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Suppression hearings continue for man accused of killing Michelle Martinko

Jerry Burns, of Manchester (Courtesy: Cedar Rapids Police Department)
Jerry Burns, of Manchester (Courtesy: Cedar Rapids Police Department)(KCRG)
Published: Jan. 16, 2020 at 12:53 PM CST
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The man accused of murdering a woman 40 years ago in Cedar Rapids is back in court. Thursday marked the second day of suppression hearings for Jerry Burns.

Burns is accused of stabbing and killing high school student Michelle Martinko while she was out shopping for a winter coat.

Thursday's hearing will be the first time the defense can call and cross-examine witnesses. Last week's meeting was cut short before they had that chance.

The defense team for Jerry Burns argued the court should throw out key DNA evidence, as well as information gathered from Burns' cell phone and computer. They say because there was no warrant to get his DNA, investigators should not be able to use the information they acquired thereafter.

The second day of the evidence suppression hearing into Jerry Burns' case, continued where last week's meeting left off, answering questions about the straw taken from that restaurant in Manchester. Questions later shifted towards pornography Burns allegedly viewed on his electronic device.

Witnesses called by the prosecution called the content "deviant," and "violent" in nature. Investigators said they reviewed a year's worth of Burns' search history in 2018, and found Burns visited and viewed these pages often.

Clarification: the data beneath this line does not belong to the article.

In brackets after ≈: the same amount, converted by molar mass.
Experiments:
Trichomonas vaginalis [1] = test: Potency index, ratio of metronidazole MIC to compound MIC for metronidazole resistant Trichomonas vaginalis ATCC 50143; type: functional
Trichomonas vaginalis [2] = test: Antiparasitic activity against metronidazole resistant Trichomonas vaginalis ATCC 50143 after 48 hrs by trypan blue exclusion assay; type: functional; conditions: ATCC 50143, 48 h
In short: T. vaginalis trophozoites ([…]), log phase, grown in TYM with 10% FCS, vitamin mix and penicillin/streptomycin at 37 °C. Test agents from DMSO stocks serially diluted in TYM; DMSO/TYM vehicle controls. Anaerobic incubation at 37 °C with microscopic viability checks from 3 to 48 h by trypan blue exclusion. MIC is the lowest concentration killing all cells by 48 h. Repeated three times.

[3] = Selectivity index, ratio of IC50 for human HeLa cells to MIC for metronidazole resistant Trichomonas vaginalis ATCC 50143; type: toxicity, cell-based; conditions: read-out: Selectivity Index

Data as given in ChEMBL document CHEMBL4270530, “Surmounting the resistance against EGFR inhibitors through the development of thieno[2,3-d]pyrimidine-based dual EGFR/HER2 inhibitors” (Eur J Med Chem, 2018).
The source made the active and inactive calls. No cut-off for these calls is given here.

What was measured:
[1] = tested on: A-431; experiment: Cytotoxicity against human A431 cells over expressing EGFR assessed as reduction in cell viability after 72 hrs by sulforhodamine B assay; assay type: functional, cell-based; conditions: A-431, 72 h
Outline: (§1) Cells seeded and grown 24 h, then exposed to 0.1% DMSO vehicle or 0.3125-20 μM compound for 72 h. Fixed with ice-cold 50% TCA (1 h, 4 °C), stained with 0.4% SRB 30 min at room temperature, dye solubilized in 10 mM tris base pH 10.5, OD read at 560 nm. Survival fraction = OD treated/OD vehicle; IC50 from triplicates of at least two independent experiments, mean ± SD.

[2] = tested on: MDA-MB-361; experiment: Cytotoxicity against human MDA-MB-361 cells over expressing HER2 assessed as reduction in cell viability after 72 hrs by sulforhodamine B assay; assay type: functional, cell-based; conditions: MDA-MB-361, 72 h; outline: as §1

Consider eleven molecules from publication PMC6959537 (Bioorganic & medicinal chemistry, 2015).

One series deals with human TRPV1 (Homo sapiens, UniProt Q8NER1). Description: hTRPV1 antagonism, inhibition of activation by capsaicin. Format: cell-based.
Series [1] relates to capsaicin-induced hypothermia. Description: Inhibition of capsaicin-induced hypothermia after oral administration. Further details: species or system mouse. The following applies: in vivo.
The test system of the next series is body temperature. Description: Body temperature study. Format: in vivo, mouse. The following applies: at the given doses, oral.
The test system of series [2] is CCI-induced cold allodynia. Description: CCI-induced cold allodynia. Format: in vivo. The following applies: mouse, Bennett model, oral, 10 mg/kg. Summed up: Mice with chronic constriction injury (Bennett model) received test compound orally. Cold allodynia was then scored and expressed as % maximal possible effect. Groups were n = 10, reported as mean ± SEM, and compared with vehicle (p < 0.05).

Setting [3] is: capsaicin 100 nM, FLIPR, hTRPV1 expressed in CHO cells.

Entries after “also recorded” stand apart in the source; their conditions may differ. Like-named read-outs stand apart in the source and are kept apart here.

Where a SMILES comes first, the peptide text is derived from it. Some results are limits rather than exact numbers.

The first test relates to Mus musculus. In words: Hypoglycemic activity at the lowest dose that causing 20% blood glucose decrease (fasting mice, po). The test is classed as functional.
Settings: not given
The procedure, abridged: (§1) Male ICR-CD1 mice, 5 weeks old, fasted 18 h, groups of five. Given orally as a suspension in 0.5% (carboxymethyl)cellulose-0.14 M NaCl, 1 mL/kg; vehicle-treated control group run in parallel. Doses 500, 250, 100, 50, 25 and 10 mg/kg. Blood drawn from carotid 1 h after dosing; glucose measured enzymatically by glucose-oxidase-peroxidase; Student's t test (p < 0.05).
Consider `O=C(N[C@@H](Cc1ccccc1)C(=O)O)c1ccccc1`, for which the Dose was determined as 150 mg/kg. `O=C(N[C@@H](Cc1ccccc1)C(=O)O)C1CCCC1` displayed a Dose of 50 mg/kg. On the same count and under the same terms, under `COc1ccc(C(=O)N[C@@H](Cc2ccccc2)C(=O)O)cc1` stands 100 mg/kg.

Prosecutors say Burns visited websites that showed blonde women being strangled, stabbed and raped- including pornography that depicted sex with murder victims.

"This was a regular basis type of thing, just like the search terms starting out," said Investigator Jeff Holst with the Cedar Rapids Police Department. "It would always lead to these types of videos. And as far as frequency and stuff, it's just like I said before. Several times a week for several hours."

The defense for Burns argues his search history 2018, is irrelevant to a case from 1979, but witnesses argued this was out of the ordinary.

"I guess in my experience, very extreme examples of pornography," Holst said. "These are not normal pornography that you would look at."

Investigators searched Burns' phone and computer after obtaining a search warrant. The warrant was acquired after Burns' DNA was matched to the DNA found at the crime scene in 1979.

Investigators explained last Friday their strategy in getting Burns' DNA and said their methods did not require a warrant. Law enforcement followed Burns to Pizza Ranch in Manchester, sat at the booth next to his, and waited for him to finish eating and leave. When Burns drove out of the restaurant's parking lot, investigators took the straw he was using off the table and submitted it to the Iowa Division of Criminal Investigations.

Law enforcement said Friday because Burns disposed of that straw, leaving it on the table for the restaurant to clean up, it was not something that was considered a personal belonging of Burns.

Investigators said when they interviewed him prior to his arrest, they already knew they had found their suspect.

This suppression hearing will now have a third day, after questioning took nearly four hours Thursday. The court will now have to set a new date for a third meeting. There is no timetable on when the judge will ultimately make a ruling.

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